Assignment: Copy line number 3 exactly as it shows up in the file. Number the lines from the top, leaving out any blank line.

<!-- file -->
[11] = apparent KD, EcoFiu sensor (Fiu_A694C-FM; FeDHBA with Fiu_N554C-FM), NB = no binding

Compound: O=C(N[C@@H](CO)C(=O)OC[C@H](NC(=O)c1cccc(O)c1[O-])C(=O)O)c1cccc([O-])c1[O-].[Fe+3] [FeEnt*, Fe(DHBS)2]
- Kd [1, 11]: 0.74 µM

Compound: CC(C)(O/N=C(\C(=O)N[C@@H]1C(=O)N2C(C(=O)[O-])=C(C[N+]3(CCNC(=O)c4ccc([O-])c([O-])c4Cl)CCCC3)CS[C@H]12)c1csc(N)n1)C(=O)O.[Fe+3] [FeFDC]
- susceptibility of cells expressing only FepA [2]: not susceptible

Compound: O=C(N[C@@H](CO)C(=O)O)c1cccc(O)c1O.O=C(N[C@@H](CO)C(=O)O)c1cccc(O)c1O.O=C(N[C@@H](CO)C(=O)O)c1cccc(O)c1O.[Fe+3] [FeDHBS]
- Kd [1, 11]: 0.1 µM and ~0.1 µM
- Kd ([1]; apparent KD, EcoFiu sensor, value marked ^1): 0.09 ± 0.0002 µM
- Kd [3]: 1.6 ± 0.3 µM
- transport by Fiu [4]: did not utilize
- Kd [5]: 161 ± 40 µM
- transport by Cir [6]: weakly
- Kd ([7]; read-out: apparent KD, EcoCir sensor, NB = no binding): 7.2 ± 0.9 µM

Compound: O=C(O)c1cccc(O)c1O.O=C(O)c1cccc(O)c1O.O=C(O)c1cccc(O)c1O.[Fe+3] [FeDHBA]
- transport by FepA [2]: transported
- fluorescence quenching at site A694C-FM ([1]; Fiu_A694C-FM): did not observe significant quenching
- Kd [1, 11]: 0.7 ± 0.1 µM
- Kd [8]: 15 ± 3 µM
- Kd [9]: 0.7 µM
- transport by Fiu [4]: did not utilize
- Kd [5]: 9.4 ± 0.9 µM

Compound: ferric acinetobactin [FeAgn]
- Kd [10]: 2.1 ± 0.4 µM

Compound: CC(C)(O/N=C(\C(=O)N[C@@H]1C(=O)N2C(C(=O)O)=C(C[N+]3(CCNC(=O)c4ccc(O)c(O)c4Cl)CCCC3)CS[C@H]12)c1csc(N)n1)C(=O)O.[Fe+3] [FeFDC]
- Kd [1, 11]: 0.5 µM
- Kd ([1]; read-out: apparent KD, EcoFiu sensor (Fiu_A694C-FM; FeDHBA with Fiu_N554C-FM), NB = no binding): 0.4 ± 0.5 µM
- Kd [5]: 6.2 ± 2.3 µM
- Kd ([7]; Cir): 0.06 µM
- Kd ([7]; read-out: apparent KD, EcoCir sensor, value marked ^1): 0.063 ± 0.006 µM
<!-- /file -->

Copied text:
- Kd [1, 11]: 0.74 µM